La sombra de Milgram

Como nos lo demuestra este post en el Blog Bioethics Forum del Hastings Institute, el experimento de Stanley Milgram (continuado y ampliado por Philip Zimbardo en su estudio de la prisión de Stanford) sigue planteando serias cuestiones sobre nuestro ser moral. ¿Hasta donde somos capaces de llegar a través de la obediencia? Y ahora se suma ¿hasta donde puede llegar el espectáculo televisivo?

Recomiendo muy especialmente leer el post del Bioethics Forum, y ver el video, que está en el link al New York Times. Pero sobre todo leer el trabajo original de Milgram, al cual se accede desde el New York Times.

Bioethics: Le Reality Show

Science and Society

Carol Levine, 03/19/2010

Bioethics: Le Reality Show

Stanley Milgram’s 1960s experiments, which aimed to show just how far people would go to inflict what they believed were real electric shocks to people, are a sentinel episode in early bioethics history. The experiments were widely criticized as unethical because the researchers lied to the participants, telling them that they were “assistants” rather than subjects in a study on obedience to authority.

Milgram reported a “success rate” of 65 percent; that is, two-thirds of the subjects proceeded to the most severe level of shock. The experiments were also widely seen as a validation that ordinary people everywhere, not just Nazis, submitted to authority figures.

Now Milgramesque experiments have resurfaced, with a twenty-first century twist, and in French. Christophe Nick, a French television producer, filmed “contestants” to a “pilot” of a game show inflicting electric shocks to other contestants, who were actually actors. According to an account in the U.K. newspaper, The Daily Telegraph, the supposed game show, called “Le jeu de la mort” (The Game of Death), was filmed before a live audience, which chanted “punishment” when a player failed to answer a trivia question correctly. Nick’s success rate was higher than Milgram’s; only 16 of 80 people refused to push levers that administered “a dangerous shock” of 450 volts.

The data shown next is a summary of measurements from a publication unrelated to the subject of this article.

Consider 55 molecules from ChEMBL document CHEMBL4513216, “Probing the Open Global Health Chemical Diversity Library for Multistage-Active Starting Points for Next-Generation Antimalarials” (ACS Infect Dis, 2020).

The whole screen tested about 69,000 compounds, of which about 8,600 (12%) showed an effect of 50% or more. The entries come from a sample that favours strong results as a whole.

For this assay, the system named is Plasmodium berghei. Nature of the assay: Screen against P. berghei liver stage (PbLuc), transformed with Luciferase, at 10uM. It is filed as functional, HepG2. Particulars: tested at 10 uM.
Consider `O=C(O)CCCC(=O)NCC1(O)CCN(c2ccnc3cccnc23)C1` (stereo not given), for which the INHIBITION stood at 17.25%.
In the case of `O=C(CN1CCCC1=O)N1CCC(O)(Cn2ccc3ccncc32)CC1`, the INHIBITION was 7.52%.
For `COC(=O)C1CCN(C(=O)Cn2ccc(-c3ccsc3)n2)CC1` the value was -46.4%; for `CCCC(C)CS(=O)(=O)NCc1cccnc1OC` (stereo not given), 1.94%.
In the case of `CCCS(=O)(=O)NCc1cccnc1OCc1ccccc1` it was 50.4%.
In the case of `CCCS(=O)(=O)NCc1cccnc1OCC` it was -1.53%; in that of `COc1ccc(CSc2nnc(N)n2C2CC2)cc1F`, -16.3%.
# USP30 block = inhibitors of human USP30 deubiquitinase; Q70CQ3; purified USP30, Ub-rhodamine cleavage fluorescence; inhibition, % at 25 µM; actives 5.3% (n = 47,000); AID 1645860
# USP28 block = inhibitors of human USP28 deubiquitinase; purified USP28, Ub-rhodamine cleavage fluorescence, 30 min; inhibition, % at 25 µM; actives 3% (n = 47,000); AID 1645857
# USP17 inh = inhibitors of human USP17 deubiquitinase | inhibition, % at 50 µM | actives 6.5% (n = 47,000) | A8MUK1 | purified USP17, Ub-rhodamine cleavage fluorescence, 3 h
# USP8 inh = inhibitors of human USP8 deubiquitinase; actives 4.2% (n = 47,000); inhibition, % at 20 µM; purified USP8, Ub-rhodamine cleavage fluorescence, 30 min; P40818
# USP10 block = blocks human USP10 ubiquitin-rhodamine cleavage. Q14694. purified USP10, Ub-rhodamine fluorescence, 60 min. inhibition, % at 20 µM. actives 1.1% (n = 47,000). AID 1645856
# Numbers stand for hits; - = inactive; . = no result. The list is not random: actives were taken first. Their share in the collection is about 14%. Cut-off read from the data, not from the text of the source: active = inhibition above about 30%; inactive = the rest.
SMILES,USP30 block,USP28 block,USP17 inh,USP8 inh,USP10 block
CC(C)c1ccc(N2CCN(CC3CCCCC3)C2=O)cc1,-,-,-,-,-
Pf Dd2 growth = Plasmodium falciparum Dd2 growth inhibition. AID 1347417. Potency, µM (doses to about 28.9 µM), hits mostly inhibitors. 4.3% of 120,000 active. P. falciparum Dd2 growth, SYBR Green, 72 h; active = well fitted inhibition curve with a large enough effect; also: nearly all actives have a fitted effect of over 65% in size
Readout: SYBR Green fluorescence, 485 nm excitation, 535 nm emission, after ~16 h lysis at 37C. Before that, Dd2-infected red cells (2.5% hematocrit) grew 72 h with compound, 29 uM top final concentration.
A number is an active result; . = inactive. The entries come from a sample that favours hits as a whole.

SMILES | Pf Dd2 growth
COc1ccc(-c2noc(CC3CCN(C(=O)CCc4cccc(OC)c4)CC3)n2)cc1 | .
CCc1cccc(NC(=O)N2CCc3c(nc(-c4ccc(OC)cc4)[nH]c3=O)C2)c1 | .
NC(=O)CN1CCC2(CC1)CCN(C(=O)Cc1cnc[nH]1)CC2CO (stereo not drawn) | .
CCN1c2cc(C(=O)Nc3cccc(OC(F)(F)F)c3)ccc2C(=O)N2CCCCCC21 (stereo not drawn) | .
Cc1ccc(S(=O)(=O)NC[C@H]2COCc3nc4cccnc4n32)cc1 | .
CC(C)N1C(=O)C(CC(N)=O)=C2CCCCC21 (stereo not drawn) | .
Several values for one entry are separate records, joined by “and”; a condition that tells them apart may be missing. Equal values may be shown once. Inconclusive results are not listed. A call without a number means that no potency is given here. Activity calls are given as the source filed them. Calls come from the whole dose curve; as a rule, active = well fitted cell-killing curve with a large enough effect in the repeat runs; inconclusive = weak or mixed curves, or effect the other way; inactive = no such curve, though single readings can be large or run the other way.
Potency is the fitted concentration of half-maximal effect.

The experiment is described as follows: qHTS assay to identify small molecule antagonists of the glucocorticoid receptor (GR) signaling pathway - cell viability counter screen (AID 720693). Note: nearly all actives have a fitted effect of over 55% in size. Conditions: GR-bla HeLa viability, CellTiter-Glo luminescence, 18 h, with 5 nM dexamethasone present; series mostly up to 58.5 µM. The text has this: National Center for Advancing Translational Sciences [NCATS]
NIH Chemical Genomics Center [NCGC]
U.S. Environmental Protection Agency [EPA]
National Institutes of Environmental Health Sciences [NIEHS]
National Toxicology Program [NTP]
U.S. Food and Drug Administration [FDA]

Robert Mackey’s New York Times blog on the documentary contains a clip from the show, which aired on French TV March 17. Mackey cites Robert Shiller’s counter to the anti-Milgram sentiment in his book, Irrational Exuberance. Shiller claims that the experiments (and presumably the French spinoff) show that people actually understand that they are not really administering these shocks because they trust that the person directing them (the researcher, the game show host) would not really ask them to do such terrible things.

One reader commented that this conclusion may actually be worse because people who are trusting and obedient are more likely to be persuaded to do inhumane things than people who are just obedient.

One other conclusion may be that there is no limit to what people will do to get on TV shows, and no limit to what producers will do to come up with a concept for an unreality show.

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